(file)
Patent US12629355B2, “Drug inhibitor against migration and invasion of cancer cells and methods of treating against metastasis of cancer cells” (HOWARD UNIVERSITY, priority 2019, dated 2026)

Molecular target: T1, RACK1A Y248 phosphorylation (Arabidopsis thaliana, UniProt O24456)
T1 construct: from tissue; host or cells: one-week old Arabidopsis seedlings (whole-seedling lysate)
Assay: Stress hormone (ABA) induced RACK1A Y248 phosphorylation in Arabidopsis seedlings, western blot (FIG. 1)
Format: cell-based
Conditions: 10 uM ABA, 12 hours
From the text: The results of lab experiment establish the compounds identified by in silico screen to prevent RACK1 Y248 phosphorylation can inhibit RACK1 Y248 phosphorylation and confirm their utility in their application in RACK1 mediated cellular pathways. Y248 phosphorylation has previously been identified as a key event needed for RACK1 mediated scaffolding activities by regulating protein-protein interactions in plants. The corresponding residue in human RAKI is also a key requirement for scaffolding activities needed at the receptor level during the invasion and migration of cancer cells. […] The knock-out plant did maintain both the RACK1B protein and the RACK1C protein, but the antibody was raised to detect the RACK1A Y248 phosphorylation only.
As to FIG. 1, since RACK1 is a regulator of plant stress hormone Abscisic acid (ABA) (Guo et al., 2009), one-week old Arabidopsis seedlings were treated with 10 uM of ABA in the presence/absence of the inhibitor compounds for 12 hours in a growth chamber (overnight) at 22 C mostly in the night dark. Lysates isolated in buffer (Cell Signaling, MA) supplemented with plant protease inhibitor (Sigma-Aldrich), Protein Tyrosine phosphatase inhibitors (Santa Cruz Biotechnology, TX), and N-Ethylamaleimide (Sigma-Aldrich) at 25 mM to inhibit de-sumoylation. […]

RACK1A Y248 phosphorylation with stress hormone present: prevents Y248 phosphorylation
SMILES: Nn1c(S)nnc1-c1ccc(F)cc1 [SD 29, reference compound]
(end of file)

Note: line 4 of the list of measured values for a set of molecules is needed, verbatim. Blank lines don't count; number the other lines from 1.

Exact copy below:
Assay: Stress hormone (ABA) induced RACK1A Y248 phosphorylation in Arabidopsis seedlings, western blot (FIG. 1)